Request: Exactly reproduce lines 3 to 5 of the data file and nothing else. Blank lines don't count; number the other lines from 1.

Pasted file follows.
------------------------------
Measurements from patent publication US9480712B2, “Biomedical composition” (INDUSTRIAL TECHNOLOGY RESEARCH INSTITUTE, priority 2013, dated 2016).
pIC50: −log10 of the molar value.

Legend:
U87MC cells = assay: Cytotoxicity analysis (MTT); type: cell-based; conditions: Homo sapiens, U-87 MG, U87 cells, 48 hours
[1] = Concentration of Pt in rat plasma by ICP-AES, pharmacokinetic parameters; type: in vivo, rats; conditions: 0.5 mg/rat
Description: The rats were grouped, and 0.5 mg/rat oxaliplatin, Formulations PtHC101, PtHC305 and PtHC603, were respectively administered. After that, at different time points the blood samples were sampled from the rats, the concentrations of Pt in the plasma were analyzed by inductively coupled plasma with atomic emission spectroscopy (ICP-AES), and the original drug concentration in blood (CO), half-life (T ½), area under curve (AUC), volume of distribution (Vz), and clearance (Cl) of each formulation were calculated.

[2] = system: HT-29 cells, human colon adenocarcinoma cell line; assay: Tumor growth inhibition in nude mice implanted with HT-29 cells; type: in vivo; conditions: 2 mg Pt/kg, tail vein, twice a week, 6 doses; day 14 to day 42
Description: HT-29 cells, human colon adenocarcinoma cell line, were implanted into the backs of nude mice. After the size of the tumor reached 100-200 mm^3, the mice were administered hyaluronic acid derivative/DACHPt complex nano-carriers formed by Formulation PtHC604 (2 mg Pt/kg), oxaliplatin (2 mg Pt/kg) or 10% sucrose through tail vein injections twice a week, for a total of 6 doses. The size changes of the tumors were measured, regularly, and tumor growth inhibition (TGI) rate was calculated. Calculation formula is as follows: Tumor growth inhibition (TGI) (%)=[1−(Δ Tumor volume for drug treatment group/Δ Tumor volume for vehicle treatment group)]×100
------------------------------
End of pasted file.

Legend:
U87MC cells = assay: Cytotoxicity analysis (MTT); type: cell-based; conditions: Homo sapiens, U-87 MG, U87 cells, 48 hours
[1] = Concentration of Pt in rat plasma by ICP-AES, pharmacokinetic parameters; type: in vivo, rats; conditions: 0.5 mg/rat